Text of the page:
Lessons learned scaling PostgreSQL database to 1.2bn records/month

Choosing where to host the database, materialising data and using database as a job queue

Over many years of consulting I have developed a view that the root of all evil lies in the unnecessarily complex data processing pipeline. You don’t need a message queue for ETL and you don’t need an application-layer cache for database queries. More often than not, these are workarounds for the underlying database issues (e.g. latency, poor indexing strategy) that create more issues down the line. In ideal scenario, you want to have all data contained within a single database and all data loading operations abstracted into atomic transactions. My goal was not to repeat these mistakes.

We don’t have a standalone message queue service, cache service or replicas for data warehousing. Instead of maintaining the supporting infrastructure, I have dedicated my efforts to eliminating any bottlenecks by minimizing latency, provisioning the most suitable hardware, and carefully planning the database schema. What we have is an easy to scale infrastructure with a single database and many data processing agents. I love the simplicity of it — if something breaks, we can pin point and fix the issue within minutes. However, a lot of mistakes were done along the way — this articles summarizes some of them.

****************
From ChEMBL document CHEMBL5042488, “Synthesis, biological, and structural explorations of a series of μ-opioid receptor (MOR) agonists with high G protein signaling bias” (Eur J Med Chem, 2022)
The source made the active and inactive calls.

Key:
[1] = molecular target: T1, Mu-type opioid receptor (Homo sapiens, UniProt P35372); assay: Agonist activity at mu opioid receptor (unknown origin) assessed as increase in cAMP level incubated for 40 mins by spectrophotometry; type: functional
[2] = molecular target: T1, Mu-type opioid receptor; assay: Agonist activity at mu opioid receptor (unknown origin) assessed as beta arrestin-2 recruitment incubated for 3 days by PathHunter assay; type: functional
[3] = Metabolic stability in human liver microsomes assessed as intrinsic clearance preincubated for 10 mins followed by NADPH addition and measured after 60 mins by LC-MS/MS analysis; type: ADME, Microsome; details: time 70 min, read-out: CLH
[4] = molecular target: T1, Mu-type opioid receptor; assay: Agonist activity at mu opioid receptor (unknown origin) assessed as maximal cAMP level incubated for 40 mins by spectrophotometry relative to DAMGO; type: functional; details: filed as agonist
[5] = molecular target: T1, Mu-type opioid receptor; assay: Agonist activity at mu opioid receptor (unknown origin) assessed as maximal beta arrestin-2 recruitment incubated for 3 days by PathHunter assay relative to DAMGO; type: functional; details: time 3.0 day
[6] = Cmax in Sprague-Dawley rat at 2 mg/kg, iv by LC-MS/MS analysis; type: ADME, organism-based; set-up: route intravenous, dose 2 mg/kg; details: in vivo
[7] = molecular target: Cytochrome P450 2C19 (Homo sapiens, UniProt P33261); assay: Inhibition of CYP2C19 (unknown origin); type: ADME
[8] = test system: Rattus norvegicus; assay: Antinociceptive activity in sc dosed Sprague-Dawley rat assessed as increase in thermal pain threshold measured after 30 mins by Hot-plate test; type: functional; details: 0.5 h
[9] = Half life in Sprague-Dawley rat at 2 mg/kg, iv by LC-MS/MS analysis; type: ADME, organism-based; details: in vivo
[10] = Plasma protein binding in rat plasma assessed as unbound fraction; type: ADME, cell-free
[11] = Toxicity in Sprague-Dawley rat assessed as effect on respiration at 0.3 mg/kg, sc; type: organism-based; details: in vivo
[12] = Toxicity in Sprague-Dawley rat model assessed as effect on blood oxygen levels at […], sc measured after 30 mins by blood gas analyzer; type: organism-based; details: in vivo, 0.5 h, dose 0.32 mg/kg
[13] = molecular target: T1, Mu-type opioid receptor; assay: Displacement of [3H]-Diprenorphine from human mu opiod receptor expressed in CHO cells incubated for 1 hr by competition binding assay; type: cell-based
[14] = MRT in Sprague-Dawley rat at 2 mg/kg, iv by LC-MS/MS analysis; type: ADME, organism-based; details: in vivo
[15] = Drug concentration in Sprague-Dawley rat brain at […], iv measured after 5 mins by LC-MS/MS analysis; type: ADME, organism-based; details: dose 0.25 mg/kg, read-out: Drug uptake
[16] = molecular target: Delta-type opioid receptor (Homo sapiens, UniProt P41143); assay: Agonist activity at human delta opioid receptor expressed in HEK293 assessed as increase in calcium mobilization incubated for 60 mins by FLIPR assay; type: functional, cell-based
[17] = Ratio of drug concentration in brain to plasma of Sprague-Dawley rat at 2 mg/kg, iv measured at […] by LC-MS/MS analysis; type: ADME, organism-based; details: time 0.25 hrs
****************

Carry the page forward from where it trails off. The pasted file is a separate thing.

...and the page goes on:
The takeaway here is that Google and Amazon prioritise their proprietary solutions (Google BigQuery, AWS Redshift). Therefore, you must plan for what features you will require in the future. For a simple database that will not grow into billions of records and does not require custom extensions, I would pick either without a second thought (the near instant ability to scale the instance, migrate servers to different territories, point-in-time recovery, built-in monitoring tools and managed replication saves a lot of time.).
If your business is all about the data and you know that you will require custom hardware configuration and whatnot, then your best bet is hosting and managing the database yourself. That said, logical migration is simple enough — if you can start with either of the managed providers and leverage their startup credits, then that is a great way to kick start a project and you can migrate later as/if it becomes necessary.